Mark 10:35-40. And James and John, the sons of Zebedee, come unto him, saying, Master, we would that thou shouldest do for us whatsoever we shall desire. And he said unto them, What would ye that I should do for you? They said unto him, Grant unto us that we may sit, one on thy right hand, and the other on thy left hand, in thy glory. But Jesus said unto them, Ye know not what ye ask: can ye drink of the cup that I drink of? and be baptized with the baptism that I am baptized with? And they say unto him, We can. And Jesus said unto them, Ye shall indeed drink of the cup that I drink of; and with the baptism that I am baptized withal shall ye be baptized: but to sit on my right hand and on my left hand is not mine to give; but it shall be given to them for whom it is prepared.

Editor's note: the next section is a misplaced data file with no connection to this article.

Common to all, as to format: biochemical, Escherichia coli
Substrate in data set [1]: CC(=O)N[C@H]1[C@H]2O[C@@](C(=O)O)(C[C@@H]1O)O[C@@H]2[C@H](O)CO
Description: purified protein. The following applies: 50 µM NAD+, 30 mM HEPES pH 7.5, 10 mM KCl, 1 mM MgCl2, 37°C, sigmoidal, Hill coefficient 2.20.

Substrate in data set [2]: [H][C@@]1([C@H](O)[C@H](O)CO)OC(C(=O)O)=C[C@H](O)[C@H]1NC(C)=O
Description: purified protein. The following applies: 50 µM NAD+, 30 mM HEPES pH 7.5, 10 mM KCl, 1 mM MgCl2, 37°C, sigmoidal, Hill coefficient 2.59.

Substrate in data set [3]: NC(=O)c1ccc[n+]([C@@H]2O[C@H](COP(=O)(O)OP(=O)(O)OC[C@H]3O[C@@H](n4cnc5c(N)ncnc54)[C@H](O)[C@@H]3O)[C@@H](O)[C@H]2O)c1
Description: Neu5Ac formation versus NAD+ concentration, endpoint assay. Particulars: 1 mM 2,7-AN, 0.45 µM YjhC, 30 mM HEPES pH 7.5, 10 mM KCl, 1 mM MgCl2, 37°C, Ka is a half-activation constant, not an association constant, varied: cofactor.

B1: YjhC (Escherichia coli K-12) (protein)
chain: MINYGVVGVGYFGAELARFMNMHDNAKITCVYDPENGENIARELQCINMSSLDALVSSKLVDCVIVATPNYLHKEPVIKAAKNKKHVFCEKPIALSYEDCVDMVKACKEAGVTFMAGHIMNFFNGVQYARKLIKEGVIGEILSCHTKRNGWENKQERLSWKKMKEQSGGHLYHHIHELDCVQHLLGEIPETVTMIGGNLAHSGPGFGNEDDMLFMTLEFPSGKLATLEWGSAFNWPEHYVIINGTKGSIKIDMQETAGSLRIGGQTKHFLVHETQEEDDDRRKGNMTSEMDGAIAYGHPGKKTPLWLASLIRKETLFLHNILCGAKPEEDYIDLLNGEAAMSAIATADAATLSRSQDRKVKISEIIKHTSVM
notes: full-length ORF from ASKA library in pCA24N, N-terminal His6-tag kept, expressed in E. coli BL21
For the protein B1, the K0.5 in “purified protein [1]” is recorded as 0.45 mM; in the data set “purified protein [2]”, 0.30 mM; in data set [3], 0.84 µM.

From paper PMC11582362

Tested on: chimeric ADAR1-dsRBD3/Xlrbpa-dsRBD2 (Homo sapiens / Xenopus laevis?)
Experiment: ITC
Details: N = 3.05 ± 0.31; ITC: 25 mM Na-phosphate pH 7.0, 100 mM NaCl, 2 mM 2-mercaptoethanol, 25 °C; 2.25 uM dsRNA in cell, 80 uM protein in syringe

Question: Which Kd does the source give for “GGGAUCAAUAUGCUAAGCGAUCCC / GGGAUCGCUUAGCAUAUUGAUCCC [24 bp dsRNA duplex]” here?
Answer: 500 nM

THERE is a fund of instruction in the Scriptures, which the superficial reader entirely overlooks. A thousand little circumstances that are incidentally mentioned in them, serve to confirm each other for the establishment of our faith [Note: This is beautifully illustrated in that masterly work, Paley’s HorζPaulinζ.]; whilst others, that are not mentioned at all, but only supplied by the attentive reader, afford lessons of the greatest importance for the regulation of our conduct. To administer reproof well, is an art exceeding rare and difficult to be attained. When called to attempt it, we in general either pass over the fault so slightly, as to convey no adequate idea of its malignity; or insist upon it so strongly, as to incense, rather than conciliate, the offending person: taking no notice of what we might approve, we are apt to look only at what we disapprove; and to search out occasion for blame, even beyond what the occasion requires. But, instead of this, we should be forward to applaud what is good in the spirit of any person, when we cannot commend the terms in which he speaks; or to put a favourable construction on the terms he uses, when we are constrained to shew our disapprobation of his spirit. Our Lord has set us an example in this respect, which well deserves our imitation. Two of his Disciples, James and John, had come to him with a request, which argued lamentable ignorance and a highly culpable ambition. But how did our Lord correct their folly? Did he expatiate upon their fault, and aggravate it to the uttermost? No: he apparently overlooked it; and annexed to their words a favourable meaning which they were never intended to convey; and then founded on them such instruction as was calculated silently and effectually to counteract the evils of the heart.